That’s likely not to happen.  But, no, I believe different people have whatever their motivations are.  And I shouldn’t be trying to speculate or guess what it might be.  But I don’t at all feel like there’s some, you know, conspiracy with these different people…

MADDOW: Involving him.

BLAGOJEVICH: … that are trying to do that.  I have no reason to think that (UNINTEL).

MADDOW: You lost your lawyer—this week, Mr. Genson has quit.  Do you know why?

BLAGOJEVICH: Well, I have a legal team.  He’s one of the lawyers.  He’s a great lawyer.  HI liken him to a modern day F. Lee Bailey.  He’s from the San Francisco Bay area, where you’re from.  But he made a decision, you know, sad to see him go.  He’s a great lawyer.

MADDOW: He said I’ve been practicing law for 44 years.  I’ve never required a client to do what I say, but I do require them to at least listen to what I say.”  He’s implying that you weren’t listening to some of his advice.  Is there something he advised you to do that you disagreed with him on, you didn’t do?

BLAGOJEVICH: Well, having this interview with you, and other interviews, sure.
MADDOW:  Yeah.  He didn’t want you to go public.
BLAGOJEVICH: Well, no, he’s a good lawyer.  And I understand that position.  You know, a traditional lawyer like that would say to his client or her client, “Don’t say anything.  Just, you know, lay low and let’s not take any chances.  And don’t say anything ‘cause whatever you can say could be used against you.”

But, see, I’m the governor of a state and I was elected by the people.  And it’s not a simple thing for me to simply allow all these different things that are being said, this rush to judgment, the the annihilation of the presumption of innocence, which is what has happened in this case, and all too often happens in others.

And for me then to essentially not fulfill at least a lot of my responsibility to the people who I owe it to, to explain to them that their governor didn’t do anything wrong.  And so, while I’m being very careful, and I have to be careful that I don’t get into the details of the case, and because that’s not appropriate, at the same time, and hope I didn’t do some of them, I may have slipped in a little with that at the same time I feel a real urgent need for myself to tell the people who trusted me that I didn’t break their trust.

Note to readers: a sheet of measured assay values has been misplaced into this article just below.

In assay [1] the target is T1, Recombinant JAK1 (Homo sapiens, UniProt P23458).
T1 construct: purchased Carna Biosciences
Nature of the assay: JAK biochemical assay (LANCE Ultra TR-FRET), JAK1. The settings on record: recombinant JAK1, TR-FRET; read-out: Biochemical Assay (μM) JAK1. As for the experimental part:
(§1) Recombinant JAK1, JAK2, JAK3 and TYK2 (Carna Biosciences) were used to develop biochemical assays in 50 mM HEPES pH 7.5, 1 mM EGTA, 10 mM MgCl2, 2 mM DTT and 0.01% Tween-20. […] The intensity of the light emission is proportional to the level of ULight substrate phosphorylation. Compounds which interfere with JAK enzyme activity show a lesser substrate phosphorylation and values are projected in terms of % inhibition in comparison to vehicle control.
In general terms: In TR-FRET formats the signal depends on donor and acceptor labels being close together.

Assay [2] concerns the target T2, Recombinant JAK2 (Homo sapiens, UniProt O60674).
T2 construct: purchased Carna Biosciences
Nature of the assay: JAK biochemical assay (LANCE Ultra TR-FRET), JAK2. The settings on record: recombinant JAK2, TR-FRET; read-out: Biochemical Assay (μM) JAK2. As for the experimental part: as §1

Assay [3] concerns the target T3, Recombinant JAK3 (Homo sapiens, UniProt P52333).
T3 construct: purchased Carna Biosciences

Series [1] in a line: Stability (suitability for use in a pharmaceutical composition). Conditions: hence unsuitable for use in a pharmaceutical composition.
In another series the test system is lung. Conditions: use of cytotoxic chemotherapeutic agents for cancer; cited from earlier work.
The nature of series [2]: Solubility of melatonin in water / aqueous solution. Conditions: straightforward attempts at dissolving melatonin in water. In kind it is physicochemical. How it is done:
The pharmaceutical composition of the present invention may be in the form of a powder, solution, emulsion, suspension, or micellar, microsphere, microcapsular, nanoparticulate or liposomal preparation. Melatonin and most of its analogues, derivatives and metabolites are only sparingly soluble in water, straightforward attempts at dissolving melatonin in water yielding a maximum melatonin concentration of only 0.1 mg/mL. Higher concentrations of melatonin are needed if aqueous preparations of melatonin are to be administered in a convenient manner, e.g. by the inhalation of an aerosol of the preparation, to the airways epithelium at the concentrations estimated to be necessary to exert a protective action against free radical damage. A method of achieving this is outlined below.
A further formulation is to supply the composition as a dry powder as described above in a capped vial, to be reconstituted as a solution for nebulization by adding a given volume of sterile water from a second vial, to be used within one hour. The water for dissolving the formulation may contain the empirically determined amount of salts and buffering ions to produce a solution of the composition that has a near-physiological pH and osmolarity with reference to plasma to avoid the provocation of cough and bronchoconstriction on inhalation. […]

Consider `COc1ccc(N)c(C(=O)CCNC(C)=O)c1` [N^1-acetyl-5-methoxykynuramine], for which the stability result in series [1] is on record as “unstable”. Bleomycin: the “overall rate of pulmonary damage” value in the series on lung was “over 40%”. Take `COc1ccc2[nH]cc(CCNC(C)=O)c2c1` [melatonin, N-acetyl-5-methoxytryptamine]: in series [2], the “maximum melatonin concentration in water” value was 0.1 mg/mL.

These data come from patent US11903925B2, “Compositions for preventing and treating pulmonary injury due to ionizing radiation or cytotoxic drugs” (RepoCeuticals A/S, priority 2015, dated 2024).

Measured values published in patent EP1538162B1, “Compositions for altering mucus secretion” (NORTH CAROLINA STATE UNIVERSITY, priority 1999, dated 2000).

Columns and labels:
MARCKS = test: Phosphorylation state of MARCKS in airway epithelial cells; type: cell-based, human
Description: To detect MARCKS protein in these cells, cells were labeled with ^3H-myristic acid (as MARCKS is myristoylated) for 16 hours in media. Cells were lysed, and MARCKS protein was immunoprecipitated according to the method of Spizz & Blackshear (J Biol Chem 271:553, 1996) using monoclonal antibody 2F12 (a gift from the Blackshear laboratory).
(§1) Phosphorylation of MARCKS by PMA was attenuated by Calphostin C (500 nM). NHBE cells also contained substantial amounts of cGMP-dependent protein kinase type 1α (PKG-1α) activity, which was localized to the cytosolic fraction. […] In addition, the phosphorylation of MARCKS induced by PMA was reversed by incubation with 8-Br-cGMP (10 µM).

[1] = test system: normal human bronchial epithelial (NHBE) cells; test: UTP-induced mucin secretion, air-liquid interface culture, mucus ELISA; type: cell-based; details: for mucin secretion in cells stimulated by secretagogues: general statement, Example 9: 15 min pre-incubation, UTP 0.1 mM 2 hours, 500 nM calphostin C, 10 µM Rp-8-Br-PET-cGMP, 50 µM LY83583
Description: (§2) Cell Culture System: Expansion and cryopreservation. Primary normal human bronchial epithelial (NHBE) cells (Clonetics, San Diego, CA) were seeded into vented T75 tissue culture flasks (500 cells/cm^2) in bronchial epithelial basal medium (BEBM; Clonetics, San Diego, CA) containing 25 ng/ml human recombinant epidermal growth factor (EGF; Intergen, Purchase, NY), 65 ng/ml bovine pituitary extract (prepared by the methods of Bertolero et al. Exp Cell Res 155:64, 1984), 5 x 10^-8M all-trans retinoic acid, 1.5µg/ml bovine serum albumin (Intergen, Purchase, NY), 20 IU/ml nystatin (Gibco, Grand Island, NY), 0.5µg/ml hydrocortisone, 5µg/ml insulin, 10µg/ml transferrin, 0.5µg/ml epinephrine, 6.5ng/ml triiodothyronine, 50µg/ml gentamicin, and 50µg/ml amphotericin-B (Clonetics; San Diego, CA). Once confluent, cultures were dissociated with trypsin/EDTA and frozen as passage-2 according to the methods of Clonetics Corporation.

That I didn’t let them down.  That I didn’t do anything wrong.  And that when the whole story is told they’ll see, you know, a process that was complicated and—a lot of ideas and conversations.  You know, some words, like profanities, that I wouldn’t have used had I known somebody was listening.  But they’ll see that the whole end game was about making their lives better.

Video: Blagojevich on the Burris appointment (on this page)

MADDOW: I have a question on that subject.  Because there’s one thing here that find inconsistent between your actions and your explanation of them.  And you’re very good at explaining where you’re coming from.  And this is where I have the disconnect.

Because you appointed Ronald Burris after you had been arrested, after the wiretap transcripts were released, Illinois is now stuck for two years with a senator who has zero political potency.  It’s no slur on Mr. Burris, or anything that brought him to this point, or that caused you to appoint him, but his legacy is now tainted by his association with this criminal case against you.  And the people of Illinois are stuck for two years with an impaired senator, a political impaired senator.  Do you feel guilty about that?  That’s not in their best interest.

BLAGOJEVICH: No.  In fact, I feel like I did my duty.  Let me explain something to you.  In, in spite of all the (UNINTEL) cry from my senior senators,  Senator Dick Durban, we’re not taking them, and Harry Reid, “We’re not taking him.  We’re not gonna seat him.”  If I didn’t make that appointment I would have jeopardized our state.  Our state would have been denied a US senator.  A vote and a voice in the United States Senate.

MADDOW: For a period of time.

BLAGOJEVICH: That on my judgment, would have been an impeachable offense.  Because I have a constitutional duty to appoint a senator and fill a vacancy so that Illinois is properly represented.  Now they said, after all this happened, these lawmakers, that they were going to pass a law and allow the people to make that decision.  I support that. 

MADDOW: You wouldn’t have vetoed that.

BLAGOJEVICH: I would have signed it.  The people should  choose, not governors.  Governor Patterson here, or me, we shouldn’t be in a position to do that.  The—the people should decide it.  But when they talked a big game and didn’t do it, then the only alternative was to listen to them and not appoint anybody, which is what they were doing, ‘cause they had their own deal in place for who they wanted.

Or to make the best possible choice I could make at that time.  Now who did I pick?  I picked a historic figure.  And I picked a senator for the U.S. Senate where there wasn’t an African-American, after Barack Obama was elected president.